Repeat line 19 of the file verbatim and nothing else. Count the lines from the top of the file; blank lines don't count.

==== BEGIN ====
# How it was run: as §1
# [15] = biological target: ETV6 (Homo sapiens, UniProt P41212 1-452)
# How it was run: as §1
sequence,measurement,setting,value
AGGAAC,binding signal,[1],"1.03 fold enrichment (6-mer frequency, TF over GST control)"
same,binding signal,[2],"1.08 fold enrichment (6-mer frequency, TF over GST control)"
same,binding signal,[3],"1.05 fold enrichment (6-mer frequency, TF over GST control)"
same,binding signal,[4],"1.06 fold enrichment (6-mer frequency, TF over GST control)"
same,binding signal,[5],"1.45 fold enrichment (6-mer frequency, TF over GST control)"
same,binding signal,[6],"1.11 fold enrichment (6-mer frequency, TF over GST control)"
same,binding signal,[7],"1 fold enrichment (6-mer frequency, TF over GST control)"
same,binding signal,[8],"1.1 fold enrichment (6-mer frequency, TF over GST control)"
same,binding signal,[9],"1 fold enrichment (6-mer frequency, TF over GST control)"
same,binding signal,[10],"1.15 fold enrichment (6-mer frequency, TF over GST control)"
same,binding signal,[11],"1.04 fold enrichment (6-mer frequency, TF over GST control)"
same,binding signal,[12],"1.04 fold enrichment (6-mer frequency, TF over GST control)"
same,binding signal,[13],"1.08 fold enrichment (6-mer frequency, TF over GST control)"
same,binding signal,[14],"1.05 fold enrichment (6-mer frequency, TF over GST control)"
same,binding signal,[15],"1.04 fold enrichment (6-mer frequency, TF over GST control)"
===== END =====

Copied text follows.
same,binding signal,[15],"1.04 fold enrichment (6-mer frequency, TF over GST control)"